diagnosis of a cervical disk injury. From the history, the disk patient often
has arm pain, numbness, and/or muscle weakness that follows a specific pathway,
such as numbness to the thumb/index finger (C6 nerve), middle of the hand & 3rd
finger (C7) or to the pinky & ring finger (C8). Certain positions, such as
looking up, usually irritate the neck and arm, and bending the head forward
relieves it. Another unique history and exam finding is if the patient finds
relief by putting the arm up and over their head. Similarly, letting the arm
hang down is often associated with irritation. Other examination findings unique
to a cervical disk injury include reproducing the arm pain by placing the head
in certain positions such as bending the head back and to the side
simultaneously. Another is compressing the head into the shoulders. When lifting
up on the head (traction), relief of arm pain is common. The neurological exam
will usually show a reduction of sensation when we gently poke them with a sharp
object, and/or they may have weakness when compared to the opposite side.
Chiropractic treatments can be very successful in resolving cervical disk
herniation signs and symptoms, and should CERTAINLY be tried before agreeing to
a surgical correction. Often, the surgeon will recommend a fusion of 2 or more
neck vertebrae, sometimes with a metal plate in the front of the spine. This
increases the load on either side of the fusion and can create problems above
and below the fusion. Trust me, try chiropractic first. You’ll be glad you did!
We realize that you have a choice in where you choose your healthcare services.
If you, a friend or family member requires care for neck pain, we sincerely
appreciate the trust and confidence shown by choosing our services and look
forward in serving you and your family presently and, in the future.  Visit www.olsonchiropracticcenter.com for more information.

Low Back Pain and Common Mistakes

We often read about what to do for low back pain (LBP), but do we look at LBP from the perspective of “what NOT to do!”

 

ICE vs. HEAT:  If you ask your doctor, “what’s better for my back, ice or heat?” the answer is either one or the other or, “…whichever you like better.”  This leaves the LBP at a loss of who or what to believe.  So, let’s settle this once and for all.  Ice should be tried first because it will rarely make the LBP worse, whereas head can.  Ice is an “anti-inflammatory” agent, meaning it reduces swelling.  Ice reduces congestion or pushes painful chemicals and fluids that accumulate out of the injured area when there is inflammation and usually feels good (once it’s numb), maybe not initially because it is cold.  Head does the opposite of ice.  It’s a vasodilator meaning it pulls fluid INTO the area.  Sure, it feels “good” initially, but often people will say it makes them worse later.  That’s because the additional fluid build up in an already inflamed area is kink of like throwing gasoline on a fire.  When LBP is chronic (it’s been there > 3 months), heal MAY be preferred.  Contrast therapy or, alternating between the two can work as an effective “pump” pushing out fluids (with ice) and pulling in fluids (with heat).  Here, start and end with ice so the first and last things done are “anti-inflammatory.”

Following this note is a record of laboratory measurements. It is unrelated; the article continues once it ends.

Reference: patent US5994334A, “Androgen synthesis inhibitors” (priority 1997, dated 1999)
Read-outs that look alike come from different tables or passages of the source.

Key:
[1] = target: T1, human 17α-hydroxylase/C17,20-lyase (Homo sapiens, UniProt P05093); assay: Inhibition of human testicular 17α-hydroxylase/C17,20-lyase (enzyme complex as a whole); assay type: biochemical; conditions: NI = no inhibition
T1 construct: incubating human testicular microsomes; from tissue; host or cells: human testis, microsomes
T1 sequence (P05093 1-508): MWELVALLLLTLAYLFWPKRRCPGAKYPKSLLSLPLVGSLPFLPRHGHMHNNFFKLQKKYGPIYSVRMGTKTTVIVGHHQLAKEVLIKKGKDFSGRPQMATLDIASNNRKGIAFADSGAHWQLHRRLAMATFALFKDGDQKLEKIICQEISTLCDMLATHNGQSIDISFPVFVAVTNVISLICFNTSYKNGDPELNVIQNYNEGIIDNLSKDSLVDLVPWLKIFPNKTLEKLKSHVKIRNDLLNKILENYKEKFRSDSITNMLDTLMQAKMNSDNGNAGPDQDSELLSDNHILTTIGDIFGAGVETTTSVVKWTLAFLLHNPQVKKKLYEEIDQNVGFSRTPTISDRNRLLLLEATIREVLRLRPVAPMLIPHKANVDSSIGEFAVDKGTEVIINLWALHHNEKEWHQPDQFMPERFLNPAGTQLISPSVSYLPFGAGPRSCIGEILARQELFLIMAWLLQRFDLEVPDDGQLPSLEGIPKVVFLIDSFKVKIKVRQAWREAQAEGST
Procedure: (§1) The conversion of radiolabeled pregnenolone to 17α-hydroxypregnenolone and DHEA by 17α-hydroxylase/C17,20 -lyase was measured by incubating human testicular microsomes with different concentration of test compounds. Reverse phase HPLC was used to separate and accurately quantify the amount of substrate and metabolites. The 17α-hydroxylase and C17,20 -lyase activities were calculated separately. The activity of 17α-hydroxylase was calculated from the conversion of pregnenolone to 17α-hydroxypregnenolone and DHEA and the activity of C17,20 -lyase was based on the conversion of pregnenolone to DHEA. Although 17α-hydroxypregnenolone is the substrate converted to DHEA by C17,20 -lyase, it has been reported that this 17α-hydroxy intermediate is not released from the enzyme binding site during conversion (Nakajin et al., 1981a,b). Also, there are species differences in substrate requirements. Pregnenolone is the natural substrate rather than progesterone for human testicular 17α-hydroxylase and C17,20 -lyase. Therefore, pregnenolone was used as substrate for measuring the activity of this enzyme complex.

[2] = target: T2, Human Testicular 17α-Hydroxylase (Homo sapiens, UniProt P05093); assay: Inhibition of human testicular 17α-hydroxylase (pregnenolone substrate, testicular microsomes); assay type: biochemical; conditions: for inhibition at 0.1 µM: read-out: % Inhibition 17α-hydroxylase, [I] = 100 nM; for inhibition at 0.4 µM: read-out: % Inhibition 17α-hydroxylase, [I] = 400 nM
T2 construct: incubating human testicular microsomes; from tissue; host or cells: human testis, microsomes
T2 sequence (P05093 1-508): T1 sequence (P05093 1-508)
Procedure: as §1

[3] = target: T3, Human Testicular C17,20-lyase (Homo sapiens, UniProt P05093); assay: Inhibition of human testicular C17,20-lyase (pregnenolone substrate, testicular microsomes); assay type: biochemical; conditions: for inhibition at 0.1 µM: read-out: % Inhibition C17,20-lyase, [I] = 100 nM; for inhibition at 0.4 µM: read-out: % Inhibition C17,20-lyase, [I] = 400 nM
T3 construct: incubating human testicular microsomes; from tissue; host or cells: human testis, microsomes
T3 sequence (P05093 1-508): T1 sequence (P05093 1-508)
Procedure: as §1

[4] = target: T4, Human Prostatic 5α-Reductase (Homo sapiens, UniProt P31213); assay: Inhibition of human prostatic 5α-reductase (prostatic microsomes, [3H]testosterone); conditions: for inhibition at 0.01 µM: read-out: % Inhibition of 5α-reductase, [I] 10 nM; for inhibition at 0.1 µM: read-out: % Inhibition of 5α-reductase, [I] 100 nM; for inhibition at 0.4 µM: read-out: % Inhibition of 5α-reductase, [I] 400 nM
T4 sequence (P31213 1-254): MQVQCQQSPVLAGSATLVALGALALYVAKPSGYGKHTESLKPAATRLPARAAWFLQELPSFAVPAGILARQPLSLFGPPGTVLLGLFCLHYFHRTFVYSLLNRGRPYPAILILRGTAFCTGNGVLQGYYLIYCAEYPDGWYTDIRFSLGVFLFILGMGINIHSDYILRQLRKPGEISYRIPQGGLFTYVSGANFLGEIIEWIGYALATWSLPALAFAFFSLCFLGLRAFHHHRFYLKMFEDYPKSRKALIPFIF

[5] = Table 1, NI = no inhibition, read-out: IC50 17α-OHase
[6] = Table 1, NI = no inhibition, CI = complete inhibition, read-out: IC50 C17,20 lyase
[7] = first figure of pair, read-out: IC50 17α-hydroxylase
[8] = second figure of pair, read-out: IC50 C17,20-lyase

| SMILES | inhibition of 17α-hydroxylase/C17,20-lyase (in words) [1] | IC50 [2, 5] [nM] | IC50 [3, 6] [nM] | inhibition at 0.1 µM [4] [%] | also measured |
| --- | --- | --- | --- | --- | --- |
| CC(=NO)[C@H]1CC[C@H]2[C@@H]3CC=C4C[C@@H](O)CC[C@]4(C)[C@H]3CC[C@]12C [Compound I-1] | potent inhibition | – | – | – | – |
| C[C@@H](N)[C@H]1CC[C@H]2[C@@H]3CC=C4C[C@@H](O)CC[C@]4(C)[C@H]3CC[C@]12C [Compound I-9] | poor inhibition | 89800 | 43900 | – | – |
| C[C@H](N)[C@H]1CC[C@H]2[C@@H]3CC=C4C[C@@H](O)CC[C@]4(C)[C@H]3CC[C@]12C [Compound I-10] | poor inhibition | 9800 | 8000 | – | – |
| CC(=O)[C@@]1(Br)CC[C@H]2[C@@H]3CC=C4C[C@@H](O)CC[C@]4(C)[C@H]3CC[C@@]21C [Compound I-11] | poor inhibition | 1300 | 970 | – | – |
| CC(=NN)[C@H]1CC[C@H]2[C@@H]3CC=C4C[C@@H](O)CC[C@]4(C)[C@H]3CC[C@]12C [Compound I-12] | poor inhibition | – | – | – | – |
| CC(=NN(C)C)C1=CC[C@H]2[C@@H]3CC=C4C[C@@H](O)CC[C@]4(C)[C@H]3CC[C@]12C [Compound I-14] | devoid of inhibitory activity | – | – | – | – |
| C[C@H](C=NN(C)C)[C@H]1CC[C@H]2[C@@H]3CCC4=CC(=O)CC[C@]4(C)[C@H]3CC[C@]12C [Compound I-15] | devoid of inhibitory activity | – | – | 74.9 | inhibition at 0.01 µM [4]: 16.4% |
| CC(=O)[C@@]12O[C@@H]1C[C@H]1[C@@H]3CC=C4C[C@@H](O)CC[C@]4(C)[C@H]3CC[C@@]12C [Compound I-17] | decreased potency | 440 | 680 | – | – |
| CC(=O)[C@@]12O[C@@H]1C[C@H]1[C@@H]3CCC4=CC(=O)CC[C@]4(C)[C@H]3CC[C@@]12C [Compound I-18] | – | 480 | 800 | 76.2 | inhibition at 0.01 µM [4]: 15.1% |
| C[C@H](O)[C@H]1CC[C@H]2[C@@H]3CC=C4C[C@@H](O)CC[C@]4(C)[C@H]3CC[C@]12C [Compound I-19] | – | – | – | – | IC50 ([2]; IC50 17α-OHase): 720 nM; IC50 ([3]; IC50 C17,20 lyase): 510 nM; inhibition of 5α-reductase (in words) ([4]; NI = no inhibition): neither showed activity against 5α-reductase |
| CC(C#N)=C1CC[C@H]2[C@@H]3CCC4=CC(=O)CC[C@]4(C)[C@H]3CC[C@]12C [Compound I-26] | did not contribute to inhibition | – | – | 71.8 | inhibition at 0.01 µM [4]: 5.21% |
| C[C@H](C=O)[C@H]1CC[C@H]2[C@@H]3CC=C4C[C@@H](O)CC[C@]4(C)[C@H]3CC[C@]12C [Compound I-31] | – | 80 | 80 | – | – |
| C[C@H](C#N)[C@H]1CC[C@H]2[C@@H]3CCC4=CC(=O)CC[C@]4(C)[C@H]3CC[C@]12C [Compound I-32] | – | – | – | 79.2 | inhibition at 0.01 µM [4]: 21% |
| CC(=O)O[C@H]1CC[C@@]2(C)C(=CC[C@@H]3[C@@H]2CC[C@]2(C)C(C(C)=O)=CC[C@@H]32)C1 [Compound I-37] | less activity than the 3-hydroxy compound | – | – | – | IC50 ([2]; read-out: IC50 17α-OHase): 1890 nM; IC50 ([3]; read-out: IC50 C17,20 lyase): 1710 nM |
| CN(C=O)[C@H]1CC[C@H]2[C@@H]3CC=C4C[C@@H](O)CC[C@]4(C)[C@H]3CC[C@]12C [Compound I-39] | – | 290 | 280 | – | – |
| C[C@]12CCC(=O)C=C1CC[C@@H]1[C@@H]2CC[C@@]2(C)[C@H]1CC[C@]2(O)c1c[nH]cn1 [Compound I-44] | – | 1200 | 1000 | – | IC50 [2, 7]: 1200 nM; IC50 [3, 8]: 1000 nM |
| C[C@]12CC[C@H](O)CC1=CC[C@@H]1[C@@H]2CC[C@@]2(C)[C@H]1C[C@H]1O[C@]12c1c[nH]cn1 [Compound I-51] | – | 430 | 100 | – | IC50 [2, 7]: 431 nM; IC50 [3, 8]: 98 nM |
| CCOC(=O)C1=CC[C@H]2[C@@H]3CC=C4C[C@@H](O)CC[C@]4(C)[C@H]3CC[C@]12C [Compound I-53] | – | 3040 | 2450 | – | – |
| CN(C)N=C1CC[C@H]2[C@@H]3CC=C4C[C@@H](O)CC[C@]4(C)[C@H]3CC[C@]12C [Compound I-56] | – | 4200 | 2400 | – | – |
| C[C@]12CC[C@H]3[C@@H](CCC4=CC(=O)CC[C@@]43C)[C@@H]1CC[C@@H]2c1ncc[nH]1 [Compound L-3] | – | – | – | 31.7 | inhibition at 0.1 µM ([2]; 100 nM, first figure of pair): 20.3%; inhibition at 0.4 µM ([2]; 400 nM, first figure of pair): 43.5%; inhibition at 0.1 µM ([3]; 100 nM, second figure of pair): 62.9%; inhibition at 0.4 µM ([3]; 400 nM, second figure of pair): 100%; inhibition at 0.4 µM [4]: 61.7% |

IGNORE YOUR LBP:  The comment, “I was just hoping it would go away,” has been used by all of us at some point.  Though LBP can get better over time, it’s simply impossible to know when or if it will.  If you have suffered from back pain previously, then you already know that getting in quickly for a chiropractic adjustment BEFORE the reflex muscle spasm sets up can stop the progression, often before it reaches a disabling level.  If you want to reduce the chances of missing work or a golf game due to LBP, come in immediately when the “warning signs” occur – you know, the ‘little twinge’ in your back that’s telling you, “…be careful!”

 

BED REST:  There is a time for rest and a time for exercise, but knowing what to do when is tricky.  Another “tru-ism” is the best exercise when done too soon may harm you, but when done at the right time will really help.  So, here are some general guidelines: a) no more than 24-48 hours of mostly bed rest; b) walking is usually a great, safe starting activity after or even during the first 48 hours; c) avoid activities that create sharp pain (like bend, lift, twist combinations); d) use ice or contrast therapies a lot during that initial 48 hours; e) follow our exercise instructions and treatment plan – we’ll guide you through this process.

 

FOCUS ON X-RAY OR MRI FINDINGS: Did you know that about 50% of us have bulging disks, and 20% of us have herniated disks in our low back and yet have NO pain?  That’s right!  Many of us have “disk derangement” but no symptoms whatsoever.  Similarly, the presence of arthritis on x-rays may have no relationship to an episode of LBP.  It’s easy to blame an obvious finding on an image for our current trouble, but it may be misleading.  In fact, it can even make a person fearful of doing future activities that may be just fine or even good for us.  The WORST thing for some types of arthritis is to do nothing.  That will just lead to more stiffness and pain! More later!

 

We realize you have a choice in who you choose to provide your healthcare services.  If you, a friend or family member requires care for low back pain, we sincerely appreciate the trust and confidence shown by choosing our services and look forward in serving you and your family presently and, in the future. Visit www.olsonchiropracticcenter.com for more information.

 

Side Effects of Chiropractic vs. Medications for Headaches

Have you ever stopped and wondered, “…which type of doctor should I go to for treatment of my headaches?” In order to make an informed decision, it is appropriate to look at the side effects each treatment option carries and then consider the pros and cons of each treatment.